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The evolution of the importance of the true and fair view (TFV) principle. The case of Poland

Agnieszka Piechocka-Kałużna

Abstract: The aim of this paper is to analyse matters of truth, which is inherent issue of accounting (and therefore in reporting, as its part), which is reflected in the true and fair principle (TFV). The paper demonstrates the essence of the TFV principle and the evolution of its role and place among the set of qualitative characteristics of financial statements. After examining the changes in the development of the perception of TFV the paper makes an appraisal, gives the author’s comments and contribution by providing direct implications for regulators and the setters of standards. With respect to typical limitations regarding behavioural studies, the paper provides practical as well as social implications about understanding of the TFV concept and its effect on both the preparers and users of financial statement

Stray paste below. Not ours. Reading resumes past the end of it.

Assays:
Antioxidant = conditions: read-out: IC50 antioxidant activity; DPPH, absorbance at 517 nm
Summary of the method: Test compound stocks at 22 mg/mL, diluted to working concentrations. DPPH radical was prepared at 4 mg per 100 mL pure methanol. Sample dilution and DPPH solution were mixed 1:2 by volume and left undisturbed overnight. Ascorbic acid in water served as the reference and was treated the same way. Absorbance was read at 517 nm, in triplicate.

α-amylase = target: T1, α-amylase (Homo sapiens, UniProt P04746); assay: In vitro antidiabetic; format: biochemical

<a href="https://dx.doi.org/10.15611/fins.2018.4.06">DOI: 10.15611/fins.2018.4.06</a> <p>Keywords: true and fair view concept (TFV), truth in accounting, truth in reporting, quality characteristics of financial statements.</p> <h2>1. Introduction</h2> <p>In the literature the TFV concept was presented as the parent and overriding accounting assumption/principle. The principles themselves, especially in accounting, mean fundamental truths [Byrne 1937] or general law and rules adopted as a guide to action [May 1937]. According to accounting research studies, accounting reports should disclose that which is necessary to make them not misleading [Sprouse, Moonitz 1962]. It is common to state that accounting has three main underlying principles. These are justice, truth and fairness [Moonitz 1961]. In that sense justice is perceived as equitable treatment to all interests involved in the financial situation covered by the accounts, truth means that accounts must not be made a means of misrepresentation, and fairness reflects the fact that accounting rules and procedures should not serve a special interest. Finally, the accounting general objective, as stated in APB 4 [Accounting Principle Board’s…], is to provide reliable information about the economic resources and obligations of a business enterprise in order to evaluate its strengths and weaknesses, show its financing and investment, evaluate its ability to meets its commitments and show its resources base for growth. </p> <p>This paper utilized the literature review, analysis of changes in legal requirements, and comparative analysis. Finally, it defined the trends in TFV perception and evaluated their importance. </p> <p>This paper aims to systematise, in a chronological order, changes in the perception of TFV over the years as well as to analyse the evolution of TFV recognition in the legal acts on accounting, both in Poland and selected international regulations. Secondly, the paper aims to present and interpret research conducted on those preparing and using financial statements, on truth in reporting and the role of TFV within accounting principles. The author also came to conclusion that we are able to determine an essential change in the perception (in the literature and in legal acts) of TFV’s importance. These changes were visible especially in the last decade. Finally, an appraisal was made of the changes, which were already implemented as well as an evaluation of the existing trends in this area. These assessments are then the starting point to indicate normative guidelines, so that the article contributes to the discussion on the directions of the further development of pivotal accounting principles.</p> <p>The remainder of the paper is organized as follows. Section 2 discusses the background of the TFV concept and explains the meaning of the word ‘true’. Sections 3 and 4 present the ‘truth’ concept in philosophy and its implementation into accounting. Section 5 contains experimental results, summary and conclusions, especially related to emerging markets (including those which are EU members) such as Poland. </p> <h2>2. ‘True’ and ‘fair’ perception in accounting</h2> <p>There are numerous discussions about whether accounting needs any kind of principles, and what the word ‘principle’ means. While some pretend to define it as some kind of natural truth which helps to present the real picture of an entity in its financial statement [Byrne 1937] or the general rule treated as the basis of conduct or practice [May 1937; Hendriksen, Breda 1992]. Others point out that the word ‘principle’ itself refers to natural sciences. Accounting arrangements are man-made and there is no one right way of proceeding, therefore they ought to be seen as a convenient way of doing things and should rather be replaced by the word ‘standard’ [Nolan 1972]. According to Putman, objects of accounting do not exist independently of a conceptual scheme that relates accounting concepts to each other and to their empirical referents and they do not exist independently of the human mind. But this does not mean that such objects are not real [Putnam 1981]. Consequently, he claims that the objects of accounting are part of an economic reality that is socially (intersubjectively) constructed and objectified by the virtue of collective intentionality (but only to the extent that such collective intentionality actually exists). Moreover, some contend that there is no room for any kind of principles in accounting since there are no conceptual frameworks in the social sciences [Seidler 1984].</p> <p>Despite different opinions on the principles in accounting, it is generally accepted that one of the most important assumptions is the true and fair view principle. Before presenting the TFV concept it is worth becoming acquainted with the meaning of the words ‘true’ and ‘fair’. According to dictionary definitions ‘true’ means as an adjective in agreement with fact/ faithful to another or others, or to a cause or allegiance, genuine, sincere, accurate, correct and as adverb accurately while ‘fair’ is explained as an adjective according to the rules, complete, thorough and as an adverb according to the rules, squarely [Webster Dictionary]. The most relevant meanings for these two words used so widely in accounting is as ‘in agreement with fact’ or ‘in an accurate manner’ for ‘true’ and ‘agreeing with what is thought to be right or acceptable’ or ‘in a direct and honest way’ for ‘fair’. </p> <p>Being aware of TFV, one needs to know what were the roots of implementing that concept into the accounting world. It is absolutely clear that the intention was a willingness to reveal only the pure ‘truth’ in accounting and financial statements (which are supposed to be its most fruitful element). But there immediately arises a question about a meaning of ‘truth’. The answer is not so simple since this problem has been discussed for hundreds of years on the grounds of philosophy and religion. There are several authors who have performed a synthetic presentation of different approaches for ‘truth’ [Popkin, Stroll 1993; Ajdukiewicz 1983; Ajdukiewicz 2004; Kotarbiński 1961; Tarski 1970] and can be divided into classical and non-classical definitions. It was Aristotle who first formulated classical (per se) definition. His formula was ‘To say of what is that it is not, or of what is not that it is, is false, while to say of what is that it is, or of what is not that it is not, is true’. Aristotle’s concept is the standard version of the corresponding theory of truth, which says that the truth of a sentence consists in its agreement with reality. On the other hand, there are non-classic definitions based on relativism [Austin 1950; David 1994; Smid 2014], which generally state that truth depends on some final criterion (more detailed in [Tarski 1933; Tarski 1949; David 1994; Davidson 1990 Kirkham 1992; van Hulle 1997; Piechocka-Kałużna 2014; Küne 2003]). Summarizing the reflections on truth, the most appropriate approach, from the accounting point of view, is based on Popper idea of verisimilitude [Popper 1972; Kueth 2005; Tichy 1974; Rescher 1973] that assumes that one can speak of better or worse approximations to the truth rather than absolute truth itself. </p> <h2>3. TFV’s evolution</h2> <p>The TFV concept originated in the United Kingdom, considered to be a strong-hold of principles-based accounting and the cradle of the true and fair view override. The UK Companies Act of 1948 required that published annual reports should do two things, namely: (a) present a true and fair view of the state of affairs and the results, and (b) follow any relevant detailed legal requirements (of which there were relatively few at that time). Further, it explicitly made clear that if doing (b) was inconsistent with doing (a), then (a) was more important. In other words, (a) can override (b). Thus, if a requirement of the Act would not lead, in a particular situation, to a true and fair view, then that requirement must (not may) not be followed. No definition was or has ever legally been offered of a ‘true and fair view’ [Alexander, Jermakowicz 2006]. Today one may state that true and fair is not something that is merely a separate add--on to accounting standards [Milanov 2002; Nobes 2000]. Instead the whole essence of standards is to provide for recognition, measurement, presentation and disclosure for specific aspects of financial reporting in a way that reflects economic reality and hence that provides a true and fair view [FRC 2014].</p> <p>The implementation of the TFV legal requirement in the EU Member States was complicated by differences in their legal and accounting systems, as well as by translation challenges. Article 2(3-5) of the Fourth Directive was transposed into the national legal systems of the EU Member States in different ways. </p> <p>In the US the TFV concept was not adopted into the regulatory system. It was rather an independent auditor whose report contains an opinion as to whether the financial statements present fairly, in all material respects, an entity’s financial position, the results of operations and cash flows in conformity with GAAP. In the 1990s there was a standard [The AICPA SAS 69] that explained the meaning of a fair presentation as a state in which:</p> <ul> <li>the accounting principles selected and applied have general acceptance;</li> <li>the accounting principles are appropriate in the circumstances;</li> <li>the financial statements, including the related notes, are informative of matters that may affect their use, understanding, and interpretation;</li> <li>the information presented in the financial statements is classified and summarized in a reasonable manner, that is, neither too detailed not too condensed;</li> <li>the financial statements reflect the underlying transactions and events in a manner that presents the financial position, results of operations, and cash flows stated within a range of acceptable limits, that is, limits that are reasonable and practicable to attain in financial statements.</li> </ul> <p>The Chairman of the FASB (R. Herz), believes that the US may also support a move towards a more principles-based system, feeling that standards have become too complex and too detailed with too many rules emanating from too many bodies. Therefore, according to D. Tweedie (former IASB chairman) a convergence process is an attempt to develop a single set of high-quality standards that can be used internationally, improving the consistency and quality of financial reporting worldwide. </p> <p>The most difficult issues that the standard setters have to resolve in the convergence between the US GAAP and IFRS include a consolidation policy and the use of fair value as a measurement attribute [Flower 2004; Schipper 2005]. Some authors indicate two other challenges – accounting for financial instruments and performance reporting – which are linked to the use of fair value [Whittington 2005]. </p> <p>It is worth mentioning that currently one may hold disagreement within the International Accounting Standards (IAS) and the International Financial Reporting Standards (IFRS) which means to depart from uncritical, restrictive (and even orthodox) understanding of TFV as an absolute and irrevocable principle. The most obvious manifestation of such a trend is the change of the IAS/IFRS Conceptual Framework, which previously included TFV as an underlying assumption (par. 46) but as of 2010 it was replaced by the fundamental qualitative characteristics, relevance and faithful representation. There is another change that may be perceived in the same vein. The revised conceptual framework does not contain the assumption of prudence. The explanation for this is probably inconsistent with the principle of neutrality. Moreover, there is also materiality that seems to be a significant limitation for reporting under the previous version of Conceptual Framework. Theoretically the Conceptual Framework is not binding on the EU market since it is not implemented by the appropriate EU Commission resolution. However, one must not ignore them as it is IAS / IFRS with their conceptual basis that set new trends within the accounting world. In particular, they show the interesting, from this paper’s point of view, and a symptomatic tendency – disappearance of the use of the words ‘truth’ and ‘true’. Was this an intended change in the overall shape of the framework whose general purpose [Nobes, Stadler 2014] is to assist the board (standard setter) when setting accounting standards? The paper highlights the importance of the so-called qualitative characteristics of financial statements. Besides TFV, the International Financial Reporting Standards (IFRS) mention utility, relevance and faithful representation. This was done, in particular, looking through the prism of the development of their location in the conceptual framework for the IFRS regulations and Polish Accounting Act. </p> <p>Wherever and how frameworks were implemented, there still remains the unanswered question about truth and its reflection in financial reporting. Therefore the author formulated the following hypothesis:</p> <p>H: There is no truth in financial reporting due to the existence of the TFV principle and its unclear application. </p> <p>The question that first arises is how to define ‘truth’ in financial reporting. The truth in accounting is defined variously and frequently indirectly. Namely, it is often characterized by employing more or less corresponding terms. According to the US FASB’s Statement of Accounting Concepts No. 2 [FASB, 1980], representational faithfulness is the ‘correspondence or agreement between a measure or description and the phenomenon that it purports to represent’. According to the EU approach it is important to note that there are three possible views concerning the true and fair concept. These are (1) it has no meaning, and no effective existence, (2) it is important, as a catch-all addition to detailed regulations and (3) it is important as an addition to, and if necessary an overriding alternative to, detailed regulation [Alexander, Jermakowicz 2006]. </p> <p>Since in the case of the TFV concept it is so important to strive for the most accurate reflection of reality, in cases of defining truth in accounting one may use Popper’s theory, who stated that there are no general criteria by which we can recognize truth – except perhaps tautological truth – there are something like criteria of progress towards the truth [Popper 1972]. </p> <p>The process of the implementation of the TFV concept into the accounting environment depends largely on the type of the accounting regulatory framework. Generally it is common to divide these systems as principle-based and rule-based accounting. Principles-based accounting is used as a conceptual basis for accountants. A simple set of key objectives are set out to ensure good reporting. Common examples are provided as guidance and explain the objectives. Although some rules are unavoidable, the guidelines or rules set are not meant to be used for every situation. The fundamental advantage of principles-based accounting is that its broad guidelines can be practical for a variety of circumstances. Precise requirements can sometimes compel managers to manipulate the statements to fit what is compulsory. The problem with principles-based guidelines is that the lack of guidelines can produce unreliable and inconsistent information that makes it difficult to compare one organization to another. On the other hand, rules-based accounting is basically a list of detailed rules that must be followed when preparing financial statements. Many accountants favour the prospect of using rules-based standards, because in the absence of rules they could be brought to court if their judgments of the financial statements were incorrect. When there are strict rules that need to be followed, the possibility of lawsuits is diminished. Having a set of rules can increase accuracy and reduce the ambiguity, which can trigger aggressive reporting decisions by management. The complexity of rules, however, can cause unnecessary complexity in the preparation of financial statements [Alexander, Jermakowicz 2006].</p> <p>To sum up, one may say that the TFV concept is most important under the IASB and EU legal requirements. While in the US, a fair presentation achieved exclusively through adherence to GAAP and TFV override is not applicable. Therefore historically, countries that adopted IFRS, including the EU Member States, are perceived as more principle-based, while the US was rather identified as following rule-based systems. Besides, the implementation of the new EU Directive imposes the TFV override on European markets. </p> <p>Based on the studies on IAS / IFRS which became a requirement for EU entities, there still exists the opposite trend – which means departure from TFV. Having in mind the revised IFRB Conceptual Framework, one needs to observe the noticeable shift from TFV towards utility that is defined by ‘relevance’ and ‘faithful representation’. In other words, it is usefulness that is the main objective of a financial statement and everything else (even including truth?) must be subordinated to that goal. Therefore replacing TFV by relevance may result in misinterpreting the economic phenomena presented in the reports. </p> <h2>4. Methodology description and results</h2> <p>To test the hypothesis as stated above the author performed an experimental research that comprised of questionnaires, individual intensive interviews, directed interviews, and made telephone calls which is an acceptable form of experiment in the accounting area [e.g. Holmes, Marriott, Randal 2012 or Libby, Bloomfield, Nelson 2002]. From that perspective such an experiment may provide insights into the overall perception of accounting assumptions, including the TFV principle. Experimental methods allow researchers to manipulate variables of interest as well as control negligible factors. Subsequently one can measure the intervening processes and mental states that affect the final outcomes [Greener 2008]. According to prior research, successful financial accounting experiments use the comparative advantages of the experimental approach to determine how, when and why important features of financial accounting settings influence behaviour [Bloomfield, Nelson 2002]. </p> <p>The author designed and conducted two experiments (experiment 1 and experiment 2). Experiment 1 <a id="Zakotwiczenie" />consisted of conducting surveys among auditors between September and November 2012. First, the author solicited auditors attending local obligatory training courses designed for certified public auditors (CPAs). The anonymous questionnaire included only two open non-evaluative questions, which were designed in line to fundamental theory [Charmaz 2006]. The questions were: (1) ‘What is truth in accounting for you?’ and (2) ‘Can one say that accounting reflects the truth? If not, please explain why’. Then, encouraged by the relatively high response rate (40 questionnaires received from the 41 participants), experiment I was extended onto further groups of auditors participating in the obligatory training. The results received from subsequent training courses were far fewer than those from the first CPA training (28 questionnaires of 320 CPAs). Nevertheless, the author finally received 68 responses from CPAs, And later executed the same survey among academics. The author selected 258 respondents representing the accounting departments of the most renowned universities, sending them (using dedicated anonymous e-mails) questionnaires, of which 26 were completed and returned [Piechocka-Kałużna 2014]. </p> <p>Based on the results from 94 questionnaires (68 from CPAs and 26 from academics) the author come to the unexpected conclusion that according to the respondents there is no truth in accounting. There was only 1 CPA who confirmed that accounting reflects the truth. The respondents’ comments on the ‘truth’ in financial statements were then amplified through: </p> <ul> <li>individual intensive interviews with accountants (22 respondents) and auditors (20 respondents) and </li> <li>directed interview method which meant individual interviews with auditors <br />(14 respondents) and group interviews with auditors (44 respondents) [Piechocka--Kałużna et al. 2015]. </li> </ul> <p>These interviews were originally devoted to implementing IFRSs and their perception related to truth in general, and to the TFV override in particular. The most frequently indicated reason was the potential opportunity (or rather risk) of misusing the sense of TFV. Summarizing the outcomes there appeared an unanticipated and sad conclusion that truth, in the eye of different groups of people associated somehow with financial reports, in fact does not exist.</p> <p>Analysing the results received from experiment 1 as well as other research [Sikorska 2007], the author designed the experiment 2 that was conducted between September 2016 and March 2017. The key question stated during this second phase of research was whether participants accept the TFV override within accounting fundamental assumptions. The research sample for the second experiment consisted of 625 participants, included:</p> <ul> <li>81 CPAs of which 32 was interviewed during the Christmas meeting and <br />49 during 2016 obligatory training sessions dedicated to CPAs,</li> <li>428 accountants – interlocutors of telephone call encouraging for professional training for accounting firms,</li> <li>116 undergraduate students of ‘Finance and Accounting’ interviewed using the directed interview method.</li> </ul> <p><span>Table 1. </span>Experiment 1 participants</p> <table id="table-1" class="table table-bordered"> <colgroup> <col /> <col /> <col /> <col /> </colgroup> <thead> <tr> <td> <p>No</p> </td> <td> <p>Type of research</p> </td> <td> <p>Respondents</p> </td> <td> <p>Number <br />of respondents </p> </td> </tr> </thead> <tbody> <tr> <td> <p>1</p> </td> <td> <p>Intensive interviews:</p> </td> <td> <p> </p> </td> <td> <p>42</p> </td> </tr> <tr> <td> <p>1.1</p> </td> <td> <ul> <li>individual interviews with accountants</li> </ul> </td> <td> <p>Accountants </p> </td> <td> <p>22</p> </td> </tr> <tr> <td> <p>1.2</p> </td> <td> <ul> <li>individual interviews with auditors</li> </ul> </td> <td> <p>Auditors </p> </td> <td> <p>20</p> </td> </tr> <tr> <td> <p>2</p> </td> <td> <p>Directed interviews:</p> </td> <td> <p> </p> </td> <td> <p>58</p> </td> </tr> <tr> <td> <p>2.1</p> </td> <td> <ul> <li>individual interviews with auditors</li> </ul> </td> <td> <p>Selected auditors attending the conference to mark 20th anniversary of the Regional Branch of the National Chamber of Statutory Auditors in the Wielkopolska province</p> </td> <td> <p>14</p> </td> </tr> <tr> <td> <p>2.2</p> </td> <td> <ul> <li>group interviews with auditors</li> </ul> </td> <td> <p>Selected auditors participating in obligatory training courses organised by the National Chamber of Statutory Auditors in Poznań</p> </td> <td> <p>44</p> </td> </tr> <tr> <td> <p>3</p> </td> <td> <p>Questionnaires, including:</p> </td> <td> <p> </p> </td> <td> <p>94</p> </td> </tr> <tr> <td> <p>3.1</p> </td> <td> <ul> <li>completed by auditors (paper questionnaire)</li> </ul> </td> <td> <p>Auditors participating in obligatory training organised by the National Chamber of Statutory Auditors in Poznań</p> </td> <td> <p>68</p> </td> </tr> <tr> <td> <p>3.2</p> </td> <td> <ul> <li>completed by researchers dealing with accounting (online questionnaire)</li> </ul> </td> <td> <p>Researchers working in higher education institutions</p> </td> <td> <p>26</p> </td> </tr> </tbody> </table> <p></p> <p>Source: own study based on research conducted between September and November 2012.</p> <p><span>Table 2. </span>Experiment 2 – participants</p> <table id="table-2" class="table table-bordered"> <colgroup> <col /> <col /> <col /> <col /> <col /> <col /> <col /> </colgroup> <tbody> <tr> <td> <p>No</p> </td> <td> <p>Type of research</p> </td> <td> <p>Respondents</p> </td> <td> <p>Number of respondents </p> </td> <td> <p>Number of respondents agreeing TFV override</p> </td> <td> <p>Number of respondents disagreeing TFV override</p> </td> <td> <p>Number of respondents who are neutral</p> </td> </tr> <tr> <td> <p>1</p> </td> <td> <p>Directed interviews:</p> </td> <td> <p> </p> </td> <td> <p>625</p> </td> <td> <p>66</p> </td> <td> <p>450</p> </td> <td> <p>109</p> </td> </tr> <tr> <td> <p>1.1</p> </td> <td> <ul> <li>individual interviews with auditors</li> </ul> </td> <td> <p>Selected auditors attending the Christmas meeting of the Regional Branch of the National Chamber of Statutory Auditors in the Wielkopolska province</p> </td> <td> <p>32</p> </td> <td> <p>3</p> </td> <td> <p>27</p> </td> <td> <p>2</p> </td> </tr> <tr> <td> <p>1.2</p> </td> <td> <ul> <li>individual interviews with auditors</li> </ul> </td> <td> <p>Selected auditors participating in obligatory training courses organised by the National Chamber of Statutory Auditors in Poznań</p> </td> <td> <p>49</p> </td> <td> <p>7</p> </td> <td> <p>41</p> </td> <td> <p>1</p> </td> </tr> <tr> <td> <p>1.3</p> </td> <td> <ul> <li>individual interviews with accountants</li> </ul> </td> <td> <p>Accountants interviewed during telephone call encouraging for professional training for accounting firms</p> </td> <td> <p>428</p> </td> <td> <p>17</p> </td> <td> <p>317</p> </td> <td> <p>94</p> </td> </tr> <tr> <td> <p>1.4.</p> </td> <td> <ul> <li>individual interviews with students</li> </ul> </td> <td> <p>Undergraduate students of ‘Finance and Accounting’</p> </td> <td> <p>116</p> </td> <td> <p>39</p> </td> <td> <p>65</p> </td> <td> <p>12</p> </td> </tr> </tbody> </table> <p></p> <p>Source: own study based on research conducted between September 2016 and March 2017.</p> <p>The results show that there is strong opposition to TFV override in every set of experiment. Against the TFV override there were 83.9% CPAs, 74.1% accountants and 56.0% students. The problem is vital since in the eyes of those prearing and using financial statements there is a move in the direction opposite to truth. Such an opinion is confirmed by the rejection of the TFV assumption from IFRS Conceptual Frameworks. One may come to the conclusion that truth and TFV is not the key issue, which is definitely not a good trend, in the author’s opinion. Although the EU implemented IFRS without the (controversial) Conceptual Framework this is not a solace. The IFRS usage is expanding rapidly all over the world and there is a threat that in the near future (with different lobbies’ pressure) it will be relevance that completely replaces truth in financial statements. Such a possible change is neither necessary nor required. What is a financial statement without truth? Is it still relevant / useful? In the author’s opinion, the answers to these two questions are obvious and indisputable. If any information included in financial statements is not true, it is not useful either, even if prepared under the dictate of investors. Besides, the role of science is approaching truth – not escaping from it. </p> <h2>5. Conclusions</h2> <p>Debates on the role of accounting and truth in accounting seem to be a ‘never ending story’, ubt it does not mean they are not significant. These experiments systematised the comprehension of TFV as well as its meaning in the literature and the legal framework of accounting. Moreover the author identified, analysed and systematized the changes in the TFV importance’s perception, as well as identified the trends in changes of TFV perception and its evaluation. The article also presents the conclusions of the proceedings to be finalised by normative guidelines.</p> <p>Thanks to a literature review, the especially designed experiments and empirical analysis, the author obtained results that reveal interesting findings and should contribute to a discussion on truth in accounting. Those preparing and using financial statements expressed less willingness to accept current trends related to conceptual frameworks for accounting. They perceived a departure from emphasizing the importance of truth in financial statements as something notably negative. Therefore there is a need for a further discussion on the future development of accounting. </p> <p>According to the studies, there is also noticeable trend towards a departure from TFV’s application. Its existence and explanation is different for the EU as a whole and different for particular EU member states (like Poland). The reason in the case of the EU as a whole, is the implementation of IFRSs. The IFRSs themselves have changed and put more attention on relevance as one fundamental qualitative characteristic. According to the updated IFRS Conceptual Framework, relevant financial information is capable of making a difference in the decisions made by users. Information may be capable of making a difference in a decision, even if some users choose not to take advantage of it or are already aware of it from other sources.</p> <p>In Poland the proven impression that legal requirements removed the truth from accounting is generated by two main reasons. Firstly, because accountants and auditors emphasize that being based only on TFV may be an area for potential abuse. Such risk mostly leads to distortions in financial statements, and financial statements that encompass distortions definitely must not be perceived as documents providing truth to recipients. Secondly, according to the research, accountants and auditors do not accept their responsibility for indistinct rules. They would expect clear guidelines in return, guidelines that could replace their professional judgement based on the TFV concept override. </p> <p>This paper proved the devaluation in the TFV concept in accounting (including reporting), which is particularly evident in IFRS regulation and literature after 2010. Especially after 2010, we can see the transfer of emphasis from the truth to the usefulness of financial reporting and the devaluation of the precautionary principle. According to the author’s opinion, this trend is unfavourable, and independently of the procedure of practitioners in this field, or whether constituting the law, the role of science is to uphold these fundamental values and indicate the correct way to truth, not allowing ourselves to become embroiled in particular interests of any pressure groups. One can indicate the transfer of emphasis from the truth towards the usefulness of financial reporting, as well as on the devaluation of the principle of prudence. In the author’s opinion, this trend is unfavourable and the role of science is to uphold these fundamental values and indicate the correct way to truth, not allowing to become embroiled in particular interests of any group of interest.</p> <p>The conclusions stated above have significant repercussions on accounting in general, and reporting in particular, in every country, especially the EU member states such as Poland. Changes of the role and perception of TFV is observable through the revision of accounting regulations. One must remember that every EU member is required to implement relevant regulations into its own (local) legal environment. It is Directive 2013/34/EU that has guidelines for a country’s accounting act. On the other hand, according to EU regulations there are some entities (at least those quoted on European stock exchanges) for which the preparation of financial statements under IFRSs is mandatory. </p> <p>The results of this study contribute to the discussion on truth in accounting and on the justification for the TFV’s assumption in accounting. These conclusions are subject to common limitations of experimental research. The author questioned mostly professionals and their judgments on truth in accounting, therefore the conclusions may not apply to non-professionals and other financial statement users. Future research could examine the consequences of the changing role of TFV on other parties. </p> <p>Bibliography</p> <p>Accounting Principle Board’s (APB) Statement no. 4, Basic Concepts and Accounting Principles Underlying Financial Statements of Business Enterprises.</p> <p>Ajdukiewicz K., 1983, Zagadnienia i kierunki filozofii. Teoria poznania. Metafizyka, Czytelnik, Warszawa.</p> <p>Ajdukiewicz K., 2004, Zagadnienia i kierunki filozofii. Teoria poznania. Metafizyka, Antyk – Fundacja Aletheia, Warszawa.</p> <p>Alexander D., Jermakowicz E., 2006, A True and Fair View of the Principles/ Rules Debate, ABACUS, vol. 42, no. 2, 2006.</p> <p>Aristotle, Metaphysics (Translated by W.D. Ross), 2015, The University of Adelaide, <a href="https://ebooks.adelaide.edu.au/a/aristotle/metaphysics/index.html">https://ebooks.adelaide.edu.au/a/aristotle/metaphysics/index.html</a>. </p> <p>Austin, J.L., 1950, Truth, reprinted in Philosophical Papers, 3rd ed., Oxford University Press, Oxford 1979, pp.117-33.</p> <p>Bloomfield R., Nelson M.W., 2002, Experimental research in financial accounting, Accounting, Organizations and Society, vol. 27, issue 8, pp. 775-810.</p> <p>Byrne G., 1937, To what extent can the practice of accounting be reduced to rules and standards, Journal of Accountancy, November, pp. 346-379.</p> <p>Charmaz K., 2006, Constructing Grounded Theory. A Practical Guide through Qualitative Analysis, Sage Publications. </p> <p>David M., 1994, Correspondence and Disquotation: An Essay on the Nature of Truth, Oxford University Press, Oxford. </p> <p>Davidson D., 1990, The structure and content of truth, The Journal of Philosophy, vol. 87, no. 6, Jun., pp. 279-328. </p> <p>Directive 2013/34/EU on the annual financial statements, consolidated financial statements and related reports of certain types of undertakings.</p> <p>FASB, Statement of Financial Accounting Concepts No. 2, Qualitative Characteristics of Accounting Information. </p> <p>Financial Reporting Council, 2014, True and fair, <a href="https://www.frc.org.uk/FRC-Documents/Accounting-and-Reporting/True-and-Fair-June-2014.pdf">https://www.frc.org.uk/FRC-Documents/Accounting-and-Reporting/True-and-Fair-June-2014.pdf</a>. </p> <p>Flower J., 2004, European Financial Reporting: Adapting to a Changing World, Palgrave.</p> <p>Fourth Council Directive 78/660/EEC of 25 July 1978 based on Article 54(3)(g) of the Treaty on the annual accounts of certain types of companies superseded by Directive 2013/34/EU on annual and consolidated financial statements and related reports.</p> <p>Greener S., 2008, Business Research Methods, Ventus Publishing.</p> <p>Hendriksen E.S., van Breda M.F., 1992, Accounting Theory, 5th Edition, Irwin.</p> <p>Holmes K., Marriott L., Randal J., 2012, Ethics and experiments in accounting: A contribution to the debate on measuring ethical behaviour, Pacific Accounting Review, vol. 24, issue 1, pp. 80-100. </p> <p>International Financial Reporting Standards, International Accounting Standards Board.</p> <p>Keuth H., 2005, The Philosophy of Karl Popper, Cambridge University Press.</p> <p>Kirkham R.L., 1992, Theories of Truth: A Critical Introduction, MIT Press, Cambridge, Mass.</p> <p>Kotarbiński T., 1961, Elementy teorii poznania, logiki formalnej i metodologii nauk, Zakład Narodowy Imienia Ossolińskich – Wydawnictwo, Wrocław–Warszawa–Kraków.</p> <p>Künne W., 2003, Conceptions of Truth, Clarendon Press, Oxford.</p> <p>Libby R., Bloomfield R., Nelson M.W., 2002, Experimental research in financial accounting, Account-<br />ing, Organizations and Society, 27, pp. 775-810.</p> <p>May G., 1937, Principle of accounting, Journal of Accountancy, December, pp. 423-425.</p> <p>Milanov E., 2002, Implementation of the True and Fair View Legal Requirement for Financial Report-<br />ing in Some Prospective EU Members, in Beyond Boundaries: Challenges of Leadership, Innovation, Integration, and Technology, International Conference of the Global Business and Technology Association, Rome, 25-29 June.</p> <p>Moonitz M., 1961, The basic postulates of accounting, Accounting Research Study, no. 1.</p> <p>New Webster’s Dictionary and Thesaurus of the English Language 1972/1993. </p> <p>Nobes C., 2000, Is true and fair of overriding importance? A comment on Alexander’s benchmark, Accounting and Business Research, vol. 30, no. 4.</p> <p>Nobes C., Stadler C., 2014, The qualitative characteristics of financial information, and managers’ accounting decisions: Evidence from IFRS policy changes, IFRS Research Forum.</p> <p>Nolan J., 1972, Wheat study members assess product, Journal of Accountancy, June.</p> <p>Piechocka-Kałużna A., 2014, Wykorzystanie metody teorii ugruntowanej w nauce rachunkowości na przykładzie badań nad prawdą w sprawozdawczości finansowej, Wydawnictwo Uniwersytetu Ekonomicznego w Poznaniu, Poznań.</p> <p>Piechocka-Kałużna A., Kałużny R., Matuszak Ł., Garstecki D., 2015, IFRS regulations and its’ impact on comparability and relevance of financial statements in light of K.R. Popper’s methodology – empirical study, paper under review.</p> <p>Popkin R.H., Stroll A., 1993, Philosophy made simple, 2nd Edition revised, Doubleday.</p> <p>Popper K., 1972, Objective Knowledge: An Evolutionary Approach. Oxford University Press, USA</p> <p>Putnam H., 1981, Reason, Truth and History, Cambridge University Press.</p> <p>Rescher N., 1973, The Coherence Theory of Truth, Oxford.</p> <p>Schipper K., 2005, The introduction of International Accounting Standards in Europe: Implications for international convergence, European Accounting Review, vol. 14, no. 1.</p> <p>Seidler L.J., 1984, No accounting of FASB’s draft on recognition and measurement, Accounting Issues, April.</p> <p>Sikorska M., 2007, True and fair view w teorii i praktyce polskiej rachunkowości, Zeszyty Teoretyczne Rachunkowości, vol. 38, nr 94, pp. 205-214. </p> <p>Smid J., 2014, Tarski’s one and only concept of truth, Synthese, vol. 191, issue 14, pp. 3393-3406.</p> <p>Sprouse R., Moonitz M., 1962, A tentative set of broad accounting principles, Accounting Research Study, no. 3.</p> <p>Tarski A., 1933, Pojęcie prawdy w językach nauk dedukcyjnych, Warszawa.</p> <p>Tarski A., 1949, The semantic conception of truth, [in:] Feigl H., Sellers W. (eds.), Readings in Philosophical Analysis, New York.</p> <p>Tarski A., 1970, Truth and proof, [in:] Hanfling O. (ed.), Fundamental Problems in Philosophy, Oxford.</p> <p>The AICPA SAS 69, 1992, The Meaning of ‘Present Fairly’ in Conformity with Generally Accepted Accounting Principles. </p> <p>Tichy P., 1974, On Popper’s definitions of verisimilitude, The British Journal for the Philosophy of Science, vol. 25, no. 2 (Jun.), pp. 155-160. </p> <p>van Hulle K., 1997, The True and Fair Override in the European Accounting Directives, European Accounting Review, vol. 6, no. 4.</p> <p>Whittington G., 2005, The adoption of International Accounting Standards in the European Union, European Accounting Review, vol. 14, no. 1.</p> <p>EWOLUCJA ZNACZENIA ZASADY WIERNEGO<br />I RZETELNEGO OBRAZU NA PRZYKŁADZIE POLSKI</p> <p><span>Streszczenie: </span>Celem artykułu jest zagadnienie prawdy, która jest nierozerwalnie związana z rachunkowością (i w związku z tym ze sprawozdawczością, jako jej częścią) i jest odzwierciedlona w zasadzie wiernego i rzetelnego obrazu. Artykuł ukazuje istotę i ewolucję zasady wiernego i rzetelnego obrazu oraz wskazuje na jej rolę wśród zestawu cech jakościowych sprawozdania finansowego. Po dokonaniu analizy zmian w sposobie postrzegania tej zasady, w artykule znajduje się krytyczna ocena oraz wkład w postacie wskazówek dla stanowiących prawo w tym standardy sprawozdawczości. Uwzględniając ograniczenia typowe dla badań behawioralnych w artykule znajdują się praktyczne i społeczne implikacje wraz ze wskazaniem jak zasada wiernego i rzetelnego obrazu wpływa na odbiorców sprawozdań finansowych, jak i na osoby je sporządzające.</p> <p><span>Słowa kluczowe:</span> zasada wiernego i rzetelnego obrazu, prawda w rachunkowości, prawda w sprawo-<br />zdawczości, cechy jakościowe sprawozdań finansowych.</p>